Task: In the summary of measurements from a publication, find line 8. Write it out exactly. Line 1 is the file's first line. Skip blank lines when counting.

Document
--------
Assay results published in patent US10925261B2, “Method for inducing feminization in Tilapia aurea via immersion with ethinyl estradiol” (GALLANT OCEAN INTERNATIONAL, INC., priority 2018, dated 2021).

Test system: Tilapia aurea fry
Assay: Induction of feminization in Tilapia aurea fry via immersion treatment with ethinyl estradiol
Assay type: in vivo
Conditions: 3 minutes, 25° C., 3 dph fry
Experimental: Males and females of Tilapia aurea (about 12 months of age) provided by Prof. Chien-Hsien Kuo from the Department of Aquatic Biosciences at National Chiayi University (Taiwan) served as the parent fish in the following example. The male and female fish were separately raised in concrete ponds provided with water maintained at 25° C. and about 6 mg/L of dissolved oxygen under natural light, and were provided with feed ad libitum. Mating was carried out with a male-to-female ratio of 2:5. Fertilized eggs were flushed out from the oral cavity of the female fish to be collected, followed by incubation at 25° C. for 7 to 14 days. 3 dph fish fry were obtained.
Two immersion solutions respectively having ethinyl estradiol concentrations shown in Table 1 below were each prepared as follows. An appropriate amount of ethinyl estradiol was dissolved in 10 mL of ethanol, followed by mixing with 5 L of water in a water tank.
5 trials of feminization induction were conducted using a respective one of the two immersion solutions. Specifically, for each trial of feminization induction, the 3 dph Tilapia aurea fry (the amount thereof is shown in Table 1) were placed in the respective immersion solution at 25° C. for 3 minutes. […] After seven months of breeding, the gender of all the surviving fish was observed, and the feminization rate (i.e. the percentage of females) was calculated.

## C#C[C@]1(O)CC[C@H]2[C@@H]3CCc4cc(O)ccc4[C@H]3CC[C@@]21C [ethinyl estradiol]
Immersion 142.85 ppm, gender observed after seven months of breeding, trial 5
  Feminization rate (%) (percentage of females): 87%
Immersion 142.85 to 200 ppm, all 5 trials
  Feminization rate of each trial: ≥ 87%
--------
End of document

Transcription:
5 trials of feminization induction were conducted using a respective one of the two immersion solutions. Specifically, for each trial of feminization induction, the 3 dph Tilapia aurea fry (the amount thereof is shown in Table 1) were placed in the respective immersion solution at 25° C. for 3 minutes. […] After seven months of breeding, the gender of all the surviving fish was observed, and the feminization rate (i.e. the percentage of females) was calculated.